Svendsen’s analysis clearly shows how the textbooks use gender and sexuality to draw boundaries between us and them – the liberated Norwegians and the oppressed, non-Westerners or Muslims.

That which is Norwegian is presented as developed, and the others as under-developed. For example, the books compare arranged marriage in Norway in the 1800s with arranged marriage in the Muslim world today.

“There are comparable findings throughout the Nordic region, and it’s clear that what is presented in these texts is ‘common sense’ knowledge. An average reader won’t react to the content.”

“But seen in light of racist ideology and the history of racism, it’s clear that these educational texts employ a racist framework of understanding,” says Svendsen.

“Should the books not make an issue of arranged marriage and homophobia?”

“They should, but they should state who practices it, what it entails, where it happens, and how common it is. It must be dealt with conscientiously, as something that occurs at a particular place and time.”

“The most problematic rhetorical aspect of these texts is that they write about ‘the others’ without specifying which country, population group and historical period that is being discussed. As a result, they reproduce a fantasy about the other.”

Svendsen has not only analyzed the teaching material, but conducted classroom observations as well.

“It became clear to me that there are many highly skilled teachers out there who will set aside bad educational texts and create different knowledge together with the pupils. At the same time, it was discouraging to see cases in which precisely the same ideas from the texts were manifested by people in the school.”

Dangerous connections

Svendsen’s doctoral thesis addresses the development of Norwegian society in the 2000s when the understanding of and political debate about sexuality and race have been changing.

“Previously the dividing line went between the radical and the conservative. Feminists and queer activists fought against traditional, Christian values and politics. Today it involves the dividing lines that arose out of the war on terror in the 2000s: white, Western values versus brown, Muslim values,” says Svendsen.

“Feminist and gay political arguments are used as anti-Muslim arguments in the Norwegian debate. Today it is the Muslims, not the conservative Christians, who are seen as the greatest threat to sexual freedom. And lesbians and gays are no longer in opposition; they play on the state’s team.”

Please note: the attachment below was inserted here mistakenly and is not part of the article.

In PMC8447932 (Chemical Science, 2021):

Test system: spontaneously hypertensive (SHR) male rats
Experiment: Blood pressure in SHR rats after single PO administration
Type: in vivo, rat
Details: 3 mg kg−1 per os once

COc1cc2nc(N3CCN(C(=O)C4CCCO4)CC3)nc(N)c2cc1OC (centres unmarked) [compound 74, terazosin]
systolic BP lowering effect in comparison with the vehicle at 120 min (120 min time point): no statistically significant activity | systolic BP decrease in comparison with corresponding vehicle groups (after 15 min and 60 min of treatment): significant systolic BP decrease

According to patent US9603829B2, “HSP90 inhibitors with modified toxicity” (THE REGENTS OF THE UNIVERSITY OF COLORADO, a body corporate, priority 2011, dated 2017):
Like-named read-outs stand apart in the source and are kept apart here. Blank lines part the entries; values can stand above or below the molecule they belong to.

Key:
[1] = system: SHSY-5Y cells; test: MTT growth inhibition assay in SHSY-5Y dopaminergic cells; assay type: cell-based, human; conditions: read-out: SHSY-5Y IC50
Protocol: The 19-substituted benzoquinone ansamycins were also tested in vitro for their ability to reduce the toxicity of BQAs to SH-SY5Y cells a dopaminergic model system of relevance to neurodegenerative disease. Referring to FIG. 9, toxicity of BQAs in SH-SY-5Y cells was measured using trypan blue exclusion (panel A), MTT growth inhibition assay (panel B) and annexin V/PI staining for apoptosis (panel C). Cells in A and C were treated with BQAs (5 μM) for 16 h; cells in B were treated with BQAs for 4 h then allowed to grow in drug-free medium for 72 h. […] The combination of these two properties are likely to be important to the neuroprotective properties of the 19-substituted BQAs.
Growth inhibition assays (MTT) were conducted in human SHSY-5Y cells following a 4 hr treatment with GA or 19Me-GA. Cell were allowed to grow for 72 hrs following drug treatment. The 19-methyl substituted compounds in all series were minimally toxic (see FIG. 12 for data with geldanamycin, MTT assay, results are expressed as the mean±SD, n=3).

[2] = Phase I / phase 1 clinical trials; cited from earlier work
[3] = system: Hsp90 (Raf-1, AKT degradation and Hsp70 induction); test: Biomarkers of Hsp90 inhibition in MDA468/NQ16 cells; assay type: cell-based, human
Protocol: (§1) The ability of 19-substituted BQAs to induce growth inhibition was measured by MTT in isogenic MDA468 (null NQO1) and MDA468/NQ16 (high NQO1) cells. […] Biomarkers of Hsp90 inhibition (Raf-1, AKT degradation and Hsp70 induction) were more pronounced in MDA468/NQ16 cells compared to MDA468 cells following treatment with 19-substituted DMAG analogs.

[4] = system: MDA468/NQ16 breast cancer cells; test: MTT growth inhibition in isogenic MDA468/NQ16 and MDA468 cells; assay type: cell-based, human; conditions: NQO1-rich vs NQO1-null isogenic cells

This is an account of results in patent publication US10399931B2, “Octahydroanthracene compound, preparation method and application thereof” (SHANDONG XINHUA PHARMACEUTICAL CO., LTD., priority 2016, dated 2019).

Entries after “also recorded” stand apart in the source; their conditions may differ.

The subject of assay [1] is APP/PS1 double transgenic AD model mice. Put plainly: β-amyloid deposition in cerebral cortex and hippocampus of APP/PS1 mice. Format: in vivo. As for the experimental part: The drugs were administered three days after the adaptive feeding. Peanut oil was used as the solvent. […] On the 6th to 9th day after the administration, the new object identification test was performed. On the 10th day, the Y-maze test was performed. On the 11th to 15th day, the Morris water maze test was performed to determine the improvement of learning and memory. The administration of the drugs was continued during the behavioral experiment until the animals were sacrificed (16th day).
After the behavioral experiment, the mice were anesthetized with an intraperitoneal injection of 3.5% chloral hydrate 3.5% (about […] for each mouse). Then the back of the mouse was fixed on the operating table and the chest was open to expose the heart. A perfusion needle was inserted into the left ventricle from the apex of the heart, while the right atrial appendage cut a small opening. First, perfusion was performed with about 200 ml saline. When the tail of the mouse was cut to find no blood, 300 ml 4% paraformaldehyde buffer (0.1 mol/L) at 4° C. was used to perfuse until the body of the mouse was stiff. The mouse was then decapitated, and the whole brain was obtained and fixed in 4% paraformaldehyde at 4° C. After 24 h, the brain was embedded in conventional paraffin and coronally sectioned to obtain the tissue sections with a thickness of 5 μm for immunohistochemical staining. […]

The new connections between racism, feminism and sexual policy present new challenges for activists, according to Svendsen.

“Homotolerance is no longer political opposition. It has developed into a project that maintains the status quo. This changes how the fight for gay rights stands in relation to, for example, anti-racism.”

Svendsen refers to the term “homonationalism”, which means that the inclusion of lesbians and gays in the national “we” requires a rejection of everything non-Norwegian: the oppressed “others” and their implicit homointolerance.

Relying too much on the government only gets you so far. The analysis of sexuality in the schools is one example of this.

“Although we have a political situation with great acceptance for both a feminist and a queer critique of sex education, we have only come so far.”

“Those who want to bring about change through feminist or gay political opposition must be very aware that their language about women’s liberation or gay rights gets incorporated into discussions about immigration, integration and racism. The great challenge for feminism and the queer political project today is how to shape an explicit anti-racist agenda.”

Discomfort that challenges

In another classroom study, Svendsen compares two classes and the opposition that the pupils show against racist discourse at school.

In the first class, the pupils use a strategy of non-cooperation.

“It may affect their marks, but this strategy makes it possible for pupils not to invest all of themselves in an ideological education based on the premise that they do not belong in Norwegian society,” says Svendsen.

In the second example, it is the “noisy class” at school which literally speaks out. Because the teachers do not have the opportunity to design a teaching plan on the topic of immigration and integration, this creates an open situation in which the pupils help to decide what they will discuss.

“They produce a totally different and more positive type of knowledge about immigration and foreigners than the other classes,” explains Svendsen.

The school as an institution plays a key role in the formation of national ideology and belonging. The power relations at school, and the power relations of which the school is a part, prevents it from challenging the status quo too much, according to Svendsen. But the noisy class and its teachers show that there are possibilities.

“The authority of those who represent Norwegian society when racism is discussed in school must be confronted so that the prevailing knowledge can be challenged,” says Svendsen.

“To put it more simply: Education about racism that seeks to bring about change must be uncomfortable for a white Norwegian teacher. It must incorporate some experience of instability and risk for those who are privileged in the situation. Redistribution of power implies a game that is felt.”

Translated by Connie Stultz